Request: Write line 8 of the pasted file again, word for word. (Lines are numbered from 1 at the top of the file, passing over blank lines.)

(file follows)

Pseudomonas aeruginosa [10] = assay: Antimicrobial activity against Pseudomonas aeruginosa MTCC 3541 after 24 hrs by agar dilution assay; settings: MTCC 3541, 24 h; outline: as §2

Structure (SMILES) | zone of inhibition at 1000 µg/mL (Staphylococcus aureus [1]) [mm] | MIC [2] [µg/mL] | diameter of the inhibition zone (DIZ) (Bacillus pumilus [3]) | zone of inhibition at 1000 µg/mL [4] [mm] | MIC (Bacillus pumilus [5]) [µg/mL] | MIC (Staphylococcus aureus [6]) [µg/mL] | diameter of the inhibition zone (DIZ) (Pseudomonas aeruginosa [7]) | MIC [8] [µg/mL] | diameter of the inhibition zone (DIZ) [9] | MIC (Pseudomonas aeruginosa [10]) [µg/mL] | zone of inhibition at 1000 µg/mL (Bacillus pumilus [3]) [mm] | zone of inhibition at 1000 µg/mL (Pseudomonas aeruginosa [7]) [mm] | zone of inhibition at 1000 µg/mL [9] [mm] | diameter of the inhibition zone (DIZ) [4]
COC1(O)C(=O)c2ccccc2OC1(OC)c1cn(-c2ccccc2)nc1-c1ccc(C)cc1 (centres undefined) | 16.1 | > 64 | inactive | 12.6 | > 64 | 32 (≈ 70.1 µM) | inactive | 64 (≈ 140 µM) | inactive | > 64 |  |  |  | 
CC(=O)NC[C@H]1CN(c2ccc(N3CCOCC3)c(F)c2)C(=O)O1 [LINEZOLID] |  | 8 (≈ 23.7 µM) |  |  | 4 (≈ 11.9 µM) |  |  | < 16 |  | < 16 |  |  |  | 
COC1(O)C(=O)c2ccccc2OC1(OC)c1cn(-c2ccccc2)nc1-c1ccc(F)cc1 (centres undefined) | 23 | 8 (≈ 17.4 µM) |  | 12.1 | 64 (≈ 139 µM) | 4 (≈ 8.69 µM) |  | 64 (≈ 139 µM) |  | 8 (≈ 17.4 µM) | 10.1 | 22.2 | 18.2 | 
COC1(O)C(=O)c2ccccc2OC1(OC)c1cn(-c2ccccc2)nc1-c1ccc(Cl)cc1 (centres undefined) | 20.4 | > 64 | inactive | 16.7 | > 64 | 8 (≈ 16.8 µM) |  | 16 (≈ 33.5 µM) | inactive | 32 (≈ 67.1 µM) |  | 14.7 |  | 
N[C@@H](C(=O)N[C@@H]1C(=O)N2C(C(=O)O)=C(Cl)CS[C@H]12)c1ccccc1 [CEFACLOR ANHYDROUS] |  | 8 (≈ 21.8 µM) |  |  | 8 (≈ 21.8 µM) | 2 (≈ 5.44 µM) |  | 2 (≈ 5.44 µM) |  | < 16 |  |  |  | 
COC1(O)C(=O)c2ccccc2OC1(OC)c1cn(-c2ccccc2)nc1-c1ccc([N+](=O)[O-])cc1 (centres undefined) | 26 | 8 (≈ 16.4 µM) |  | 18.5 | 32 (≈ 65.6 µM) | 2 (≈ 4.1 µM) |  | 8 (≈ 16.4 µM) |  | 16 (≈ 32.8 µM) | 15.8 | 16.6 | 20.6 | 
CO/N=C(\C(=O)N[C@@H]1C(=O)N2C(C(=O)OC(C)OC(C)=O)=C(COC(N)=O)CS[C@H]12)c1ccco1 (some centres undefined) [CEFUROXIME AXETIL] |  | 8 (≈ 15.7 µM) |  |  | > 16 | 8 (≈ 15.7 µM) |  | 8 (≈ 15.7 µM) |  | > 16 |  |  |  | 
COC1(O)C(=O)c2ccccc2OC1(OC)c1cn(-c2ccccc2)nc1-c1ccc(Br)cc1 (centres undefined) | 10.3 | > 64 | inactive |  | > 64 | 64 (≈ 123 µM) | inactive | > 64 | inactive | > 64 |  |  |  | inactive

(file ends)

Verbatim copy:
COC1(O)C(=O)c2ccccc2OC1(OC)c1cn(-c2ccccc2)nc1-c1ccc([N+](=O)[O-])cc1 (centres undefined) | 26 | 8 (≈ 16.4 µM) |  | 18.5 | 32 (≈ 65.6 µM) | 2 (≈ 4.1 µM) |  | 8 (≈ 16.4 µM) |  | 16 (≈ 32.8 µM) | 15.8 | 16.6 | 20.6 | 